Elementary school classroom assignment puzzles and Indian matrimonial website data inspire student projects
by Anita Mehrotra
The Computational Science and Engineering program may have earned a reputation in SEAS and beyond as being highly intense, but Master’s students in IACS are already applying the skills they’ve learned in the classroom to real-world projects and creative independent research opportunities.
Data Science as a Tool for Sociological Exploration
In his fall independent research project, Master’s candidate Nikhil Sud (S.M. ‘14) aggregated and explored data from online Indian dating sites like SimplyMarry.com in the hopes of gaining insight into sociological biases in India, and within the Indian diaspora. Conducted under the supervision of IACS Scientific Program Director and Lecturer Pavlos Protopapas, Sud found correlations among skin tone, income and economic class.
“When I proposed this project, I anticipated finding out more about caste and skin-tone preferences, since Indian matrimonial sites are infamous for bringing out these prejudices,” said Sud. “However, as I began to examine the data, trends related to weight, gender-roles, location, income and religion came up. For instance, one of the fields asks users whether they drink. Users who select ‘occasionally’ have the highest average income, followed by users who select ‘yes’ and then finally users who select ‘no’!”
Sud leveraged Python’s extensive statistical and visualization modules, then applied a combination of location-based, text, and clustering analyses to move beyond sufficient statistics. Outcomes of the project included an ability to predict the gender of a profile, because “when men and women describe themselves they mostly stick to predefined gender roles. Men use words like ‘football’, ‘cars’ and ‘bikes,’ and women use words like ‘dancing’, ‘cooking’, and ‘painting’.”
Sud was able to extend the predictions to authorship, i.e. identifying who actually created the online profiles. Parents, for example, often focused on educational and career achievements, whereas children focused on interests and personality. K-means, density-based scan, and expectation-maximization clustering showed that there appeared to be a marriage market that treated people as if they existed on a ladder: those having better attributes were placed higher up than those with “worse” attributes (most-valued versus least-valued). Almost every attribute explored could be placed on a good/bad scale, with higher income corresponding to fairer self-reported skin tones and more specific partner preferences, such as men seeking women of lower weight.
“My favorite part of the project was discovering new insights that weren’t anticipated,” concluded Sud. “Working on an independent project was great because it allowed me to creatively apply data science to a data set that was very different from anything I had worked with before.”
Parallelization in the (Elementary School) Classroom
Master’s candidates Daniel Newman (S.M. ‘14) and Isaac Slavitt (S.M. ‘14) used their final project from CS 205, Computing Foundations for Computational Science, to efficiently group nearly one hundred elementary school students into four classes. Newman and Slavitt solved what was framed as an integer linear program (ILP) using parallel computing.
Many elementary schools struggle with the amount of time spent placing students into classes. “The school that I worked with would spend three to four weeks every summer just grouping students based on a set of constraints,” shared Newman.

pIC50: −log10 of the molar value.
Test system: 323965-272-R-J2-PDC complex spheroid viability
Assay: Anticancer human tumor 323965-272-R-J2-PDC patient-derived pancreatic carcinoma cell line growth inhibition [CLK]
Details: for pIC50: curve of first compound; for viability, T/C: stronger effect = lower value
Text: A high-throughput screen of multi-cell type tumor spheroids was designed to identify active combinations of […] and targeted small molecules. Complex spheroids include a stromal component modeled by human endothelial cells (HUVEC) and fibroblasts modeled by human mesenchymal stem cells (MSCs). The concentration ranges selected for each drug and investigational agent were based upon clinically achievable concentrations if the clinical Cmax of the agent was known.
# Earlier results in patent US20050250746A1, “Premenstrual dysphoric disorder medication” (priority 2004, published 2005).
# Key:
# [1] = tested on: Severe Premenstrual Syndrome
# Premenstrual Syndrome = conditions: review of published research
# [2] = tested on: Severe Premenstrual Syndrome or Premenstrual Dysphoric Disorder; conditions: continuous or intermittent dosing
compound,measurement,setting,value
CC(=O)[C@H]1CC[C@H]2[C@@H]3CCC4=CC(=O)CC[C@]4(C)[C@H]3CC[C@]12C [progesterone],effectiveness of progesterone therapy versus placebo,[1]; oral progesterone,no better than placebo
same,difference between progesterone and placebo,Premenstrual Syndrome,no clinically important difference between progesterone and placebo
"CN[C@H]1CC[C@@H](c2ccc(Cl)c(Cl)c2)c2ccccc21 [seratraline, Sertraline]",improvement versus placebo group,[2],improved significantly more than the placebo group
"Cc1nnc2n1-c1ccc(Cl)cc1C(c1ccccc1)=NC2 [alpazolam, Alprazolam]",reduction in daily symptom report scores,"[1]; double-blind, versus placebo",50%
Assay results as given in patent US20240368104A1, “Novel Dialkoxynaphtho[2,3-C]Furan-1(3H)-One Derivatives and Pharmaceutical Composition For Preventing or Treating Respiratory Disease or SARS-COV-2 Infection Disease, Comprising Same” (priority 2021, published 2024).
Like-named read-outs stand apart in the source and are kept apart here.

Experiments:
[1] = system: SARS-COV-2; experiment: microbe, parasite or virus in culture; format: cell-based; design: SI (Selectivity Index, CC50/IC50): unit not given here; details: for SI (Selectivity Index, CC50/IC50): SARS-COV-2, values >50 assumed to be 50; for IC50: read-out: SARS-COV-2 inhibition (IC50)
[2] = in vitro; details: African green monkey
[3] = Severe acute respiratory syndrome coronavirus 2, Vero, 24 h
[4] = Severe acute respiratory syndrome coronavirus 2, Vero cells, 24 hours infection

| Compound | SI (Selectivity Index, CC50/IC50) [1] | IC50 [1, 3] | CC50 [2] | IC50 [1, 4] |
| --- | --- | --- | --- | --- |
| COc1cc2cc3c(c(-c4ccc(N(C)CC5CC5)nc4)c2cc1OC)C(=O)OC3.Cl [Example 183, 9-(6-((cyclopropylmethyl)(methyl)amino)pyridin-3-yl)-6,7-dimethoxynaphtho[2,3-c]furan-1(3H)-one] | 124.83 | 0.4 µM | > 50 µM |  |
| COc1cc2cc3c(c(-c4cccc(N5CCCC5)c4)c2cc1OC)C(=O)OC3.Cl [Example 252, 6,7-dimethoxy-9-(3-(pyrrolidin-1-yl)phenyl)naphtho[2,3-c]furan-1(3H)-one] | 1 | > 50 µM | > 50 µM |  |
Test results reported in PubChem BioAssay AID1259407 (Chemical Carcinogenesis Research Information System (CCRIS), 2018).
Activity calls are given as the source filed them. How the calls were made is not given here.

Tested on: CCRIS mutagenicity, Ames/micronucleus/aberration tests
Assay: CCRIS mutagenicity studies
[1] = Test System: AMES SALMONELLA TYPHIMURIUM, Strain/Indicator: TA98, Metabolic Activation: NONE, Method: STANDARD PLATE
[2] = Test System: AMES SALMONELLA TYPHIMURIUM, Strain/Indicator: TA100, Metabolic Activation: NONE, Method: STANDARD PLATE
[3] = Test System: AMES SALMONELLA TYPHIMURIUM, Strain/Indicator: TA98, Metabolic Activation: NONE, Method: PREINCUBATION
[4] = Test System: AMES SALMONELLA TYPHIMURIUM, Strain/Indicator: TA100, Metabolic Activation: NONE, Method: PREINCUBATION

An algorithm Newman co-designed in 2012 did a good job of placing students into classes based on those constraints, but took nearly four hours to run. Together, Slavitt and Newman created a framework that used a combination of Python and OpenMPI (a Message-Passing Interface library) to run the algorithm on 256 cores in only four minutes – a sixty-fold improvement over the initial algorithm.
“To me, the best part of the project was coming up with an algorithm that clearly gave a better practical solution to the school's problem. The old algorithm that preceded it… only gave one solution. Sometimes, the school looks at a solution that is good mathematically, and says ‘this isn’t going to work, it has a problem that we forget to tell you to include in your model,’” said Newman. The school would then be faced with re-running the entire algorithm, or re-allocating students in an inefficient, by-hand method. “Our [parallelized] algorithm, on the other hand, returns several different but viable solutions. As a result, if a school doesn’t like any one solution, it is easy to offer a plethora of alternatives, because you can leverage the 4-core processor on a desktop and still get considerably significant speed-ups.”
Isaac Slavitt (center) and Daniel Newman (right) discuss their work with an audience member from the 2014 INFORMS Analytics Conference. They used parallel computing to speed up an algorithm for grouping students into the best class groups.
On March 30, Newman and Slavitt presented their work as a poster at the prestigious 2014 INFORMS Analytics Conference in Boston, MA. In addition to sharing their work with the wider computing audience, Newman and Slavitt gained useful feedback for next steps on their work, like the inclusion of slack variables to indicate the unfeasibility of a solution, and the creation of a GUI-interface for non-experts to interact easily with the solution.
“It's gratifying to see a computationally intensive task go from taking something like four hours to two minutes,” Slavitt commented.
More information about the projects featured in this article can be found here:
Nikhil Sud, Indian Online Matrimony Data Exploration: http://projects.iq.harvard.edu/matrimony_data_exploration
Daniel Newman and Isaac Slavitt, Using Parallel Computing and ILP to Place Students in Elementary School Classes: http://isms.github.io/cs205-fall13-project/